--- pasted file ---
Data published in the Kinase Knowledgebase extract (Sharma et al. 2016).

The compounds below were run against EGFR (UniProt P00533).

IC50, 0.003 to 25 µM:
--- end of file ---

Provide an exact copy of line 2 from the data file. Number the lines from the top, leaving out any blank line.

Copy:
The compounds below were run against EGFR (UniProt P00533).